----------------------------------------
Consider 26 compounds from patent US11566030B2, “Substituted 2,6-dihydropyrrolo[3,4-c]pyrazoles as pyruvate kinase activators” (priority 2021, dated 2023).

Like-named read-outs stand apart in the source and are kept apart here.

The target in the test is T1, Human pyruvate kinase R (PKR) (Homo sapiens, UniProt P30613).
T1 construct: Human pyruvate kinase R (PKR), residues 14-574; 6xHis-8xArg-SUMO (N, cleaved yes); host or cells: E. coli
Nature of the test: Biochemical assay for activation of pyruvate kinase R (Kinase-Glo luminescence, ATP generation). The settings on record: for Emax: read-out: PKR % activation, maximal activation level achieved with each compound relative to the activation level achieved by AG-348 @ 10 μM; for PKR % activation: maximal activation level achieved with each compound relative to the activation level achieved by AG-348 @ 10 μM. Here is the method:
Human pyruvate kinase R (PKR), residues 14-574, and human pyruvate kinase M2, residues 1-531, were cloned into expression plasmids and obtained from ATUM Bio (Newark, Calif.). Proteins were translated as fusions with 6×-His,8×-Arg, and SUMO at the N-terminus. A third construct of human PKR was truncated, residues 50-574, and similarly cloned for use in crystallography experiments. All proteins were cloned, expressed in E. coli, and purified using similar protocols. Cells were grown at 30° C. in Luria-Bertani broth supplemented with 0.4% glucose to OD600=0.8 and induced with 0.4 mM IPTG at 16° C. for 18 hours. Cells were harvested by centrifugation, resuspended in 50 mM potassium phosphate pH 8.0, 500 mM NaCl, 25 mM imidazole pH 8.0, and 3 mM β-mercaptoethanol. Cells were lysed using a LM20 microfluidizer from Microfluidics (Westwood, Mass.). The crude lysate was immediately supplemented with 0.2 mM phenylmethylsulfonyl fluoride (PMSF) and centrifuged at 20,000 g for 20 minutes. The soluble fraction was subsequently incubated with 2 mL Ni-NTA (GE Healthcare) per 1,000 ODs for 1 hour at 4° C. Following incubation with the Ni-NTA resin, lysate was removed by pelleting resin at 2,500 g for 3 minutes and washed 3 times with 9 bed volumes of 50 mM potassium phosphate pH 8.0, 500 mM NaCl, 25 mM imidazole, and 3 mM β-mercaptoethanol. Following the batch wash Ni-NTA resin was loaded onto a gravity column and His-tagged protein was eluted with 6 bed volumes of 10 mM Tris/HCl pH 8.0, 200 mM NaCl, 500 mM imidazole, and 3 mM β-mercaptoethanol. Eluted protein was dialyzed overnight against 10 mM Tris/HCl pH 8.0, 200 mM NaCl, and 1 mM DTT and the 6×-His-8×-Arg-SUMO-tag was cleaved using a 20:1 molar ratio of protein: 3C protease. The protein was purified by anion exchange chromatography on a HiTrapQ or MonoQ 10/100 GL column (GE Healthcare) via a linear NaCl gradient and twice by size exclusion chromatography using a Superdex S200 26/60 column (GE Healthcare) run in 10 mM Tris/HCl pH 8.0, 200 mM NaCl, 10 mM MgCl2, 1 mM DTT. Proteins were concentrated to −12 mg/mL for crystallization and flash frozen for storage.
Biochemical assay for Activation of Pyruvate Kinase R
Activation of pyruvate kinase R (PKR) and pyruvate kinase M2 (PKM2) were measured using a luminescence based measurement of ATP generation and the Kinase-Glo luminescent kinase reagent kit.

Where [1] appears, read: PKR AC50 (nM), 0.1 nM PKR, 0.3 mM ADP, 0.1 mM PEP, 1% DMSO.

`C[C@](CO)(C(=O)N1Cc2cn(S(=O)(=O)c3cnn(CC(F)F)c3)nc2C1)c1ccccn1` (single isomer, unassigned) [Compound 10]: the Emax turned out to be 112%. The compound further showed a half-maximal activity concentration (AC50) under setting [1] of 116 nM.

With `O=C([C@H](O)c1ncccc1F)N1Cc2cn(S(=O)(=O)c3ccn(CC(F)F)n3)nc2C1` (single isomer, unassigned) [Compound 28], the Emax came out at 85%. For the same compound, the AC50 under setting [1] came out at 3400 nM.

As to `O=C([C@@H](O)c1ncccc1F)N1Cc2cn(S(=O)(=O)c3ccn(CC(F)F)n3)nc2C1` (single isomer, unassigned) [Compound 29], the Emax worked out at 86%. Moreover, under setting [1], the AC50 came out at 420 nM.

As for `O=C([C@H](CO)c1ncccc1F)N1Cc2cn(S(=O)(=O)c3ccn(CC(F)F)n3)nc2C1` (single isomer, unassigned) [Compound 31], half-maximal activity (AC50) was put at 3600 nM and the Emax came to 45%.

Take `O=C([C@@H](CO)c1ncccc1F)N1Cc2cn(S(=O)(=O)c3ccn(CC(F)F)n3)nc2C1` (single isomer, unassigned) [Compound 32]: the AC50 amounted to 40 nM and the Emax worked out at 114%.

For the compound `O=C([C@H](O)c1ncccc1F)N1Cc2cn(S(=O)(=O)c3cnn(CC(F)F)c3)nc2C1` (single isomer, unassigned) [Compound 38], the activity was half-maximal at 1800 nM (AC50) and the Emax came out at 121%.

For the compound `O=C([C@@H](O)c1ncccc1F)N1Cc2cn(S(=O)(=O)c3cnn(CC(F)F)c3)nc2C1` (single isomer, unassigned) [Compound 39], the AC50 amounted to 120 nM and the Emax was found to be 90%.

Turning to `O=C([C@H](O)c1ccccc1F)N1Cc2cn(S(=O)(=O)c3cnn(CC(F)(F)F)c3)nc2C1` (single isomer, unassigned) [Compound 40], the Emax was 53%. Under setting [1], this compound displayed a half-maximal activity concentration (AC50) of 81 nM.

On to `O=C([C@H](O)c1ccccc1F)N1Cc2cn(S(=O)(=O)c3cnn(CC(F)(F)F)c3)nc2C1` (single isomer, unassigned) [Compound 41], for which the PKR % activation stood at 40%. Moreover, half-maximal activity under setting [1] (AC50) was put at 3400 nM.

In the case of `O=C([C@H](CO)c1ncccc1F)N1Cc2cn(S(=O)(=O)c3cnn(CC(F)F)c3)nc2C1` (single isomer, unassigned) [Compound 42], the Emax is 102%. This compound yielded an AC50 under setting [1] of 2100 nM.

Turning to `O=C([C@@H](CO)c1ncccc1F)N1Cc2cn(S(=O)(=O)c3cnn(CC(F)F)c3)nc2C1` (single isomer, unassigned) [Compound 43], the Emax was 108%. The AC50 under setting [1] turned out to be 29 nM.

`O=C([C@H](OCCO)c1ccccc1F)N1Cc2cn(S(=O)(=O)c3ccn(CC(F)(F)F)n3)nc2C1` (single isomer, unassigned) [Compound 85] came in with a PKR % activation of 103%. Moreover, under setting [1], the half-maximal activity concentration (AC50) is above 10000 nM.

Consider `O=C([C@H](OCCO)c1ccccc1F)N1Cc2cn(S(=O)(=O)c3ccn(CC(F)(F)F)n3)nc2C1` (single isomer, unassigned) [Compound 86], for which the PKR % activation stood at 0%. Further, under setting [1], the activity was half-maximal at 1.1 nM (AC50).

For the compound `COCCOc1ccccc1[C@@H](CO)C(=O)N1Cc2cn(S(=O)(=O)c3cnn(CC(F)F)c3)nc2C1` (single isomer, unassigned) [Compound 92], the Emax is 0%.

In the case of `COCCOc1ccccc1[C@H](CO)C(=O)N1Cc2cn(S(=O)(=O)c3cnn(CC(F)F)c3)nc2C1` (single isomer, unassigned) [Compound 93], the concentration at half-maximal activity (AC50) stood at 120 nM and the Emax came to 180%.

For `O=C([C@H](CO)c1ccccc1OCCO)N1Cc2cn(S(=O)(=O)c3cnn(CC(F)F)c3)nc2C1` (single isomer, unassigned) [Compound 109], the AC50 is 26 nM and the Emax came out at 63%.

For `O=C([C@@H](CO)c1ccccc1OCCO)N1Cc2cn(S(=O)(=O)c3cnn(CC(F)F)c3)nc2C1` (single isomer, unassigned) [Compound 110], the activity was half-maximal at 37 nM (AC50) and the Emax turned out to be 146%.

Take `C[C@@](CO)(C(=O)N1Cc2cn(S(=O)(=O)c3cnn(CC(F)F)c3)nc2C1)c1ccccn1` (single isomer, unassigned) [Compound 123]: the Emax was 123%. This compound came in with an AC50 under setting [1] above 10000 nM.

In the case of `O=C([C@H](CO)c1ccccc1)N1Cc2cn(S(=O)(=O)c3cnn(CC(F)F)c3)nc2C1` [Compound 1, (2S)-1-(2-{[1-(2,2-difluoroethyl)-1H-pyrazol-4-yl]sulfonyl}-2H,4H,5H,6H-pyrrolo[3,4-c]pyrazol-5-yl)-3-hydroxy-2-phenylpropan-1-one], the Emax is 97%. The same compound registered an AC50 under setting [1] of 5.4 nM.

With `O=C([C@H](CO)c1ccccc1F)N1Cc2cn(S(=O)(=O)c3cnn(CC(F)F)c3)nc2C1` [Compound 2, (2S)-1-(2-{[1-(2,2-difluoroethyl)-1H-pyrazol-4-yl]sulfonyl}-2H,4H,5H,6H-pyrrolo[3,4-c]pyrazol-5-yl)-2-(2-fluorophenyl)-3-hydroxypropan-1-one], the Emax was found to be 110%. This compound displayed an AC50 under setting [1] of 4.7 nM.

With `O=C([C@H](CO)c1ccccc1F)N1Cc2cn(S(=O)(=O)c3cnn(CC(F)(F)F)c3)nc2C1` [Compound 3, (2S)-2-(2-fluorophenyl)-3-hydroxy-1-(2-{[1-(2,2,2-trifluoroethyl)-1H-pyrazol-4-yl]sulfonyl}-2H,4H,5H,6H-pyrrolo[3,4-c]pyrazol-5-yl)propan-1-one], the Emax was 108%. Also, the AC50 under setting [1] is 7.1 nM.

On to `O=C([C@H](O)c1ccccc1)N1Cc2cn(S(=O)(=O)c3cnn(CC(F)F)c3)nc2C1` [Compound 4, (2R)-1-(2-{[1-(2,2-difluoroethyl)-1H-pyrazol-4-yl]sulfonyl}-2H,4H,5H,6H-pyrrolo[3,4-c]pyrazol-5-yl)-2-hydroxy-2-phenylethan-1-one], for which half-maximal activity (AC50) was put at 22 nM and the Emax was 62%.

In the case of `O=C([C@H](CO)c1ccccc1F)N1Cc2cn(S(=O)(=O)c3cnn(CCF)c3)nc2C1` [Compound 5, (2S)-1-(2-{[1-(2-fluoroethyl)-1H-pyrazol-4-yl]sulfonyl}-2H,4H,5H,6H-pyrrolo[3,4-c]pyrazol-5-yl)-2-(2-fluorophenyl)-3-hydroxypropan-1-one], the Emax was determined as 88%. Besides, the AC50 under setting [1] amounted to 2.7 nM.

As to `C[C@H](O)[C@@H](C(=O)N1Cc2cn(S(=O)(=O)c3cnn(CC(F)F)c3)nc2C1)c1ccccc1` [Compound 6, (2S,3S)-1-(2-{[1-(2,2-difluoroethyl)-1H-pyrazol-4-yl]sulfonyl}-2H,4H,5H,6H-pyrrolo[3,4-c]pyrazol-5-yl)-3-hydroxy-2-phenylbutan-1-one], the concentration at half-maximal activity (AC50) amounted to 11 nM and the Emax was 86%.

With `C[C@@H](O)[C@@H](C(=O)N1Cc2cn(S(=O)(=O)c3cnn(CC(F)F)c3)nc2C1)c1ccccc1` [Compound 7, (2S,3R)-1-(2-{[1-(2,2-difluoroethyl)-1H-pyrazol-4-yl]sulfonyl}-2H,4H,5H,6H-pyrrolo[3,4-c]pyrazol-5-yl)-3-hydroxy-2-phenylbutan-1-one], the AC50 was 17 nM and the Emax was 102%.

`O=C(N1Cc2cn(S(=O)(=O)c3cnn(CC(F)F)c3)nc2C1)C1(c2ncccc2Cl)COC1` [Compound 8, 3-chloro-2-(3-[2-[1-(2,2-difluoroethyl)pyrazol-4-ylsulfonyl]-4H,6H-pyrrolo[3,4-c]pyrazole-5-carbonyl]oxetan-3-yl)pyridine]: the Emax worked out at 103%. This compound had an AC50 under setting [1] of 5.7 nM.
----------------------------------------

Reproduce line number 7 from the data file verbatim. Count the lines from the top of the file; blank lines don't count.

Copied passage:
Biochemical assay for Activation of Pyruvate Kinase R